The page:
Members

Scleroderma, Vasculitis, Auto-Inflammatory, and Rare Diseases (SVARD)

Chair
Suzanne Li, MD, PhD
Suzanne Li, MD, PhD
Hackensack University Medical Center
Vice Chair
Jay Mehta, MD, MS
Jay Mehta, MD, MS
The Children’s Hospital of Philadelphia

Committee Description/Overview

The SVARD committee aims to improve understanding about the pathophysiology, diagnosis, management, and outcomes of children with rare autoimmune and autoinflammatory diseases, including scleroderma, vasculitis, autoimmune encephalitis, autoinflammatory diseases, Sjögrens, and immunodeficiency related rheumatic diseases.

Workgroups

Autoimmune Encephalitis
Autoimmune immunodeficiency monogenic diseases
ANCA Associated Vasculitis
Chronic non-bacterial osteomyelitis/Chronic Recurrent Multifocal Osteomyelitis
Kawasaki Disease
Periodic Fever, Apthous stomatitis, Pharyngitis, Adenitis
Localized Scleroderma
Sjögren Syndrome
Systemic Sclerosis
Connect
To join one or more of these workgroups or to receive updates on the work of this committee, please update your profile using the link below. You will be added to the committee listserv and any workgroup specific listservs that you have signed up for.

Additional Current Content

ANCA Associated Vasculitis

Recent highlights:
The AAV group has been finalizing the details of the consensus treatment plans. We have developed a survey on the CTP arms and proposed assessments that we are planning to send out before the CARRA meeting. Please complete our survey as we need to get an > 80% response rate to know that we are representing the CARRA community! A draft of the AAV CTP manuscript will be included with the survey to provide you with more information on the rationale for these CTP arms.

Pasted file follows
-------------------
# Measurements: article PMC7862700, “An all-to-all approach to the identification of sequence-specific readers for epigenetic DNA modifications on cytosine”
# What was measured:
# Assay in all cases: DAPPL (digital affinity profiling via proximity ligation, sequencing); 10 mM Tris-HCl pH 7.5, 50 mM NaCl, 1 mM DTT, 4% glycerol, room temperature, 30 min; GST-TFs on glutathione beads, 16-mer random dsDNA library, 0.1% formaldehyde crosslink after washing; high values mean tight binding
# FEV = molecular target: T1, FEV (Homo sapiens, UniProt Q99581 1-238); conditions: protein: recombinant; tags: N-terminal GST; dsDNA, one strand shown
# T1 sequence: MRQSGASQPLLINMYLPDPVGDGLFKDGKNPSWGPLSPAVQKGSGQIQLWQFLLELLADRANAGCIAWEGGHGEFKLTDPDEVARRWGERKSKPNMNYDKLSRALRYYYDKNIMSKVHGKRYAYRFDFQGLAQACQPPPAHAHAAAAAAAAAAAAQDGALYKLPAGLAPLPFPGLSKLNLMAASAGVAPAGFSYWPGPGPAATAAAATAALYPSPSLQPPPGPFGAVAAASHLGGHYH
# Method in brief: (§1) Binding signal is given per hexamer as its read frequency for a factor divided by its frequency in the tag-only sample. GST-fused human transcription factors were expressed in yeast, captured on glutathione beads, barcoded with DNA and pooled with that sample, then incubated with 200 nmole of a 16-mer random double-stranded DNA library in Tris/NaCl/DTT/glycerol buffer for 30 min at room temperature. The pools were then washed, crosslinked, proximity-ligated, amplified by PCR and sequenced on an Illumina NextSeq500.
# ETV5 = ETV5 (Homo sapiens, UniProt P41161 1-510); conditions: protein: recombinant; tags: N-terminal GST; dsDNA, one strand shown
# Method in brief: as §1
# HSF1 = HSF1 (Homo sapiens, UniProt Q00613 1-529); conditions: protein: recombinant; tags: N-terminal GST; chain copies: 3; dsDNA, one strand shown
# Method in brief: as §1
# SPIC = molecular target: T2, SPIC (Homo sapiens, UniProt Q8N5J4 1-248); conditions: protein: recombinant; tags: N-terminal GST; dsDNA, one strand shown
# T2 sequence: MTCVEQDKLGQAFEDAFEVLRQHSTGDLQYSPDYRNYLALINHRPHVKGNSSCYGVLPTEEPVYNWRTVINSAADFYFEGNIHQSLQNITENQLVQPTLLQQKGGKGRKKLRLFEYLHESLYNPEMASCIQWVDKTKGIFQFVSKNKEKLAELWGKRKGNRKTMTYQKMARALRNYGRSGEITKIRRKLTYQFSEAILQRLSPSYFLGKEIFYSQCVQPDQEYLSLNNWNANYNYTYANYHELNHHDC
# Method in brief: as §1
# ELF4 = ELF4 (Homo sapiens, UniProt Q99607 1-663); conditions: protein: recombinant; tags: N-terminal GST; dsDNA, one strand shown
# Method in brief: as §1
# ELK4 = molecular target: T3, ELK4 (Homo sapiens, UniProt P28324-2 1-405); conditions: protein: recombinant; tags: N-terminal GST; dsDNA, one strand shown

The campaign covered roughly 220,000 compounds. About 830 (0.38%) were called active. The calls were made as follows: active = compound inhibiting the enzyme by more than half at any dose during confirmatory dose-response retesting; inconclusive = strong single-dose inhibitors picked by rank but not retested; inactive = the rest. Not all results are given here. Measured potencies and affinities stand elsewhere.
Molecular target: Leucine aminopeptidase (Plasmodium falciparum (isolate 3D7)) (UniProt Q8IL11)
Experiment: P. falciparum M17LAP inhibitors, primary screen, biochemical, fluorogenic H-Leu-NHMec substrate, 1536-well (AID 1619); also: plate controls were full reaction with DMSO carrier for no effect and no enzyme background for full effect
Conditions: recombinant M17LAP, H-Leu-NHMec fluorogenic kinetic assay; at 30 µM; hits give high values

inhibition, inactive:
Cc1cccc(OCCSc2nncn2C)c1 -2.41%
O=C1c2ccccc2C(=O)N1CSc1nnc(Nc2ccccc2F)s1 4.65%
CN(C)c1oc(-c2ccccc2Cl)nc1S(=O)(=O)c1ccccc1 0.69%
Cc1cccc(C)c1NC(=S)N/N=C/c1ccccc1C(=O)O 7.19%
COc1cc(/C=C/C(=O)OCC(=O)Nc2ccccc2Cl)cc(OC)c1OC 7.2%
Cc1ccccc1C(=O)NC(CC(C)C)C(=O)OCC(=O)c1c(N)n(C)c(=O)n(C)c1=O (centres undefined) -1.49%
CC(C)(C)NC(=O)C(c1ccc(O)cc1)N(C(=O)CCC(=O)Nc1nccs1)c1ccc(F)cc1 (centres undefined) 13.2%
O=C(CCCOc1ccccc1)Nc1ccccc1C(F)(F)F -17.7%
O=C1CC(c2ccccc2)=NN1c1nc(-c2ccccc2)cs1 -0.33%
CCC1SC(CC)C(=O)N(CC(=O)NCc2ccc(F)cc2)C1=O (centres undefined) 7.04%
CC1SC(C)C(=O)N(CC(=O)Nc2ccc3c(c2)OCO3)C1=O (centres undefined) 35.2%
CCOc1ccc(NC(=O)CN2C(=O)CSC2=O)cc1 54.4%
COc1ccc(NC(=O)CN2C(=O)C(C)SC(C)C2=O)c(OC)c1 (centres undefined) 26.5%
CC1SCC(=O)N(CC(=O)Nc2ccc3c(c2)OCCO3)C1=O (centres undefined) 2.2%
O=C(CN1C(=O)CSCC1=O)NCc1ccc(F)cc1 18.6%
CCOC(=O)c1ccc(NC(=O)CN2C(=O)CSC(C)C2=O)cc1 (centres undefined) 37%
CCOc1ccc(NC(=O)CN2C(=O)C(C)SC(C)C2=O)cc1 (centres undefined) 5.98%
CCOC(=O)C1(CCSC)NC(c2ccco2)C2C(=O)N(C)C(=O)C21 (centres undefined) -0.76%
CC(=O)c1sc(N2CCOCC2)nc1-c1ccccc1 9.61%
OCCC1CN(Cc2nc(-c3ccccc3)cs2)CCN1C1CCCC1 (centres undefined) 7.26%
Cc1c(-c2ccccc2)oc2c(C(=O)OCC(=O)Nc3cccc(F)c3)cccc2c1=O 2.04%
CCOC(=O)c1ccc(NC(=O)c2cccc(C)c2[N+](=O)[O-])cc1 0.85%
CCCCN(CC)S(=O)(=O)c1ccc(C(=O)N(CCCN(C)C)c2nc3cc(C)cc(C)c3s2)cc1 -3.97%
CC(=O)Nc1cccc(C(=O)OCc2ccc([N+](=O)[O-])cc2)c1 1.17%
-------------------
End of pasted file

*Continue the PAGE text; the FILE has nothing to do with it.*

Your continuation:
The AAV group would like parent involvement in the workgroup and encourage parent feedback on the developed CTPs and assessments.

Autoimmunity, Immunodeficiency and Monogenic Syndromes

Recent highlights:
The AIMS group has been active in establishing a new study, “Rituximab Therapy in Children with Autoimmune Diseases (Rituximab CARRA Registry).” Pediatric rheumatologists have increasingly prescribed rituximab for children with systemic autoimmune diseases. Immunological risks of rituximab therapy including secondary hypogammaglobulinemia, neutropenia, and severe infections have been documented in adult studies. The potential risks have not been studied in children.